3 April 2019 - 3:00pm to 4:30pm
This seminar will reflect on the challenges of synthesizing evidence about effectiveness through systematic reviews. Based on their experiences with meta-analyses of the literature on contract farming and microcredit, the presenters identify ways to conduct and use systematic reviews sensibly. They will further reflect on the next level of systematisation, i.e. the usefulness of conducting systematic reviews of systematic reviews, drawing on recent work on financial inclusion.
Speaker(s): Maren Duvendack and Giel Ton
3 April 2019 - 1:00pm to 2:30pm
In this seminar, the results of a systematic review of systematic reviews will be presented to better understand the impact of a range of financial inclusion interventions on economic, social, gender and behavioural outcomes in low- and middle-income countries. Financial inclusion is a dynamic space with a growing range of intervention types and players. However, the present high-level evidence does not suggest that financial inclusion initiatives have transformative effects or are changing the world. The review finds that the impacts of financial inclusion interventions are small and variable and may be no better than those of comparable alternatives, such as graduation or livelihoods interventions.
Speaker(s): Maren Duvendack, Philip Mader
14 March 2019 - 1:00pm to 2:30pm
China’s size militates against one-size-fits-all solutions, and the government encourages experimentation as part of a change management process that helps manage complexity. Simultaneously, government and researchers have used various strategies to help capture emergent policy solutions that can inform policy making by central and provincial governments. As China’s reforms deepen and become more complex, Chinese research institutions are looking to tools from the development M&E community to help strengthen systemic learning. Equally, as China increases its overseas engagement, including in health, Chinese approaches to change management face new challenges. The presentation draws on recent publications by the authors on the evaluation of China’s domestic health reforms, and on the evaluation of a major UK-China collaboration supporting increased Chinese engagement in global health.
Speaker(s): Lewis Husain
20 February 2019 - 1:00pm to 2:30pm
This seminar presents findings from a mixed-methods evaluation that used Contribution Scores and qualitative data to assess the impacts of Solidarity Groups. While saving and lending are elements, Solidarity Groups represent a holistic departure from microfinance models. Groups collect the resources of poor and marginal people with the aim of enabling their members to escape debt and exploitation, gain resilience and build more cohesive and equal communities.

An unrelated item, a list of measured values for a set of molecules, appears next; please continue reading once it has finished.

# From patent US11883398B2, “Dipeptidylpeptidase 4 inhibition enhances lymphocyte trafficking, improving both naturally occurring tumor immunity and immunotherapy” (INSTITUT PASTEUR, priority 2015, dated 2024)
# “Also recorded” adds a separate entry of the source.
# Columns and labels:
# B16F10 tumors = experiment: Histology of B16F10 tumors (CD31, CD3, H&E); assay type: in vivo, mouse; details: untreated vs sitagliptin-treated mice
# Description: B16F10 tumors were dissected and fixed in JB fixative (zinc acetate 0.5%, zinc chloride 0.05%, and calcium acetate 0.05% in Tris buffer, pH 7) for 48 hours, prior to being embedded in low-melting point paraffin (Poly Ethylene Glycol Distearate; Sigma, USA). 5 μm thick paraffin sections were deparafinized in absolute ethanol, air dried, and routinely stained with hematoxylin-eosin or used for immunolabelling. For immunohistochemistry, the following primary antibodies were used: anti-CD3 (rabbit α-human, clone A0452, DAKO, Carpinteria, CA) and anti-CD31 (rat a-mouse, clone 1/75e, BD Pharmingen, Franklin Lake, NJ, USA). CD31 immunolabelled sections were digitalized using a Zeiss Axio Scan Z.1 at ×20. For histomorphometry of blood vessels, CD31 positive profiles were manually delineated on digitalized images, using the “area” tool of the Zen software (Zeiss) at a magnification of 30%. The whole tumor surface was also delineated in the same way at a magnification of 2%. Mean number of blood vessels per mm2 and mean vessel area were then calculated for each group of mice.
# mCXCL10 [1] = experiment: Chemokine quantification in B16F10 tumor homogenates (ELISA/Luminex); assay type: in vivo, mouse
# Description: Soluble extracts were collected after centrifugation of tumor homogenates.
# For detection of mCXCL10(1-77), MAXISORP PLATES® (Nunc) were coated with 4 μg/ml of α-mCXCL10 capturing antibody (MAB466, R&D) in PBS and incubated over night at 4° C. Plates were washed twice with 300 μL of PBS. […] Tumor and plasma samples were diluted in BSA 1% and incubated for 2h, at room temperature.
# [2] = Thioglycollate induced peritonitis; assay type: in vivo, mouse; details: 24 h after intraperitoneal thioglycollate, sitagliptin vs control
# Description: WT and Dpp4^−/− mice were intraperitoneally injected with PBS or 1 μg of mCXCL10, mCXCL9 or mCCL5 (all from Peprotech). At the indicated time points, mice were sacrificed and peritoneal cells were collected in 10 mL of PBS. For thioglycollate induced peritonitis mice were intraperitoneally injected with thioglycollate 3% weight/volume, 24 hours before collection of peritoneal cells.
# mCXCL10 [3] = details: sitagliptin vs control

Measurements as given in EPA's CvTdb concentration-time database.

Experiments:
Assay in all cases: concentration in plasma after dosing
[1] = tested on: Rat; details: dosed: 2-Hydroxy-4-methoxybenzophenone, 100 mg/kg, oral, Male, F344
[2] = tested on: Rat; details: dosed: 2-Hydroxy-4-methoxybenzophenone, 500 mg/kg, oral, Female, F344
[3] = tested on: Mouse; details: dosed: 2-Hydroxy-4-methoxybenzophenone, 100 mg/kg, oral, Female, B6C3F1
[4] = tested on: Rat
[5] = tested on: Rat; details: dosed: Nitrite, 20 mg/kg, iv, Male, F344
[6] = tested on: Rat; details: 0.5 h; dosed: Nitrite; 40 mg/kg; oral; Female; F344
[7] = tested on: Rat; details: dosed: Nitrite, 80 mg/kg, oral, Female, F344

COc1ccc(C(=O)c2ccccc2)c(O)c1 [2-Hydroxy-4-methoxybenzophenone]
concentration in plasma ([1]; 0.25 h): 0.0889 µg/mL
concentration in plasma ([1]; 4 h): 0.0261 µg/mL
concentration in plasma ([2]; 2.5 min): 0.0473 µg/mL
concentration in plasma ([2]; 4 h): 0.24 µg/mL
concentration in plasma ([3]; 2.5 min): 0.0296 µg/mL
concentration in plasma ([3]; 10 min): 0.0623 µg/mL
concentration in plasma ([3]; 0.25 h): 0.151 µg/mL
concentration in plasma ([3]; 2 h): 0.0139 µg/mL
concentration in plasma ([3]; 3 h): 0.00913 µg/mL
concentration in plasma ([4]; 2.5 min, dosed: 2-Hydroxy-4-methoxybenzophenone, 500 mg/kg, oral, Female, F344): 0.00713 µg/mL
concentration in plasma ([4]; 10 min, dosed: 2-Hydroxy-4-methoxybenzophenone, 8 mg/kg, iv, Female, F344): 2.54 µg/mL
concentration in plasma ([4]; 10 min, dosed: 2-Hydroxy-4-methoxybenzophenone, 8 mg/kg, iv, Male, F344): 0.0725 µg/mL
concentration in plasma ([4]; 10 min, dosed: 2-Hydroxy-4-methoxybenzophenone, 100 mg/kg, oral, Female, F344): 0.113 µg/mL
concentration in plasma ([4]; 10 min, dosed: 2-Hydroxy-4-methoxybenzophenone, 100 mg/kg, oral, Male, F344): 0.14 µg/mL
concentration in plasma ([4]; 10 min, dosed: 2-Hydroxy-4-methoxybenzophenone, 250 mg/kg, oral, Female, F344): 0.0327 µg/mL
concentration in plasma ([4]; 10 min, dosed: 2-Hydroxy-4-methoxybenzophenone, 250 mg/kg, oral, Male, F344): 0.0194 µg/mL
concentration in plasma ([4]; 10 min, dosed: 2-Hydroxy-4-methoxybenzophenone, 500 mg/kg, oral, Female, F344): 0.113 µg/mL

Speaker(s): Phil Mader
7 January 2019 - 9:00am to 11 January 2019 - 5:00pm
Gain the skills and knowledge to more effectively design impact evaluations using a contribution analysis framing.
6 December 2018 - 1:00pm to 2:00pm
The Millennium Villages Project (MVP) aimed to demonstrate how the Millennium Development Goals could be achieved locally through an integrated approach to sustainable development. The project was first piloted in Kenya and Ethiopia, and in 2006 was launched at scale, eventually covering 14 project sites in 10 countries in Africa. The project has been controversial, and by 2010 there were significant criticisms of the evidence being used by the project’s proponents.
Speaker(s): Chris Barnett
8 November 2018 - 1:00pm
This seminar will present results on a DfID funded research study on the nature and quality of smallholder data collection by Agribusinesses in East Africa. Looking across six different value chains (leather, mangoes, livestock, dairy, tea and maize), the seminar will cover barriers and incentives for collecting more relevant data on smallholders who work with agribusinesses and their applicability towards the SDGs. The seminar will also reflect on the challenges for evaluators in engaging with stakeholder groups (such as investors and purchasing groups), the role of digital technologies making information collection easier, and how that ultimately effects evaluation results.
Speaker(s): Peter O'Flynn, Seife Ayele
21 June 2018 - 12:30pm
On the 21st June 2018, the Centre for Development Impact and the Sussex Sustainability Research Programme will host a roundtable session to discuss how evaluations can be relevant for assessing interactions among the Sustainable Development Goals.
4 June 2018 - 9:00am to 8 June 2018 - 5:30pm
This course builds on the deep historical experience with participatory methods that IDS has pioneered and nurtured, and shares new frontier methods for quality implementation of participatory processes at scale (with large numbers of people and across broader geographical space) to support learning focused and complexity-aware M&E systems.
20 May 2018 - 9:00am to 25 May 2018 - 5:00pm
Equip yourself with a wide range of tools and analytical frameworks that are commonly used to evaluate complex interventions when experimental and quasi-experimental approaches are not feasible.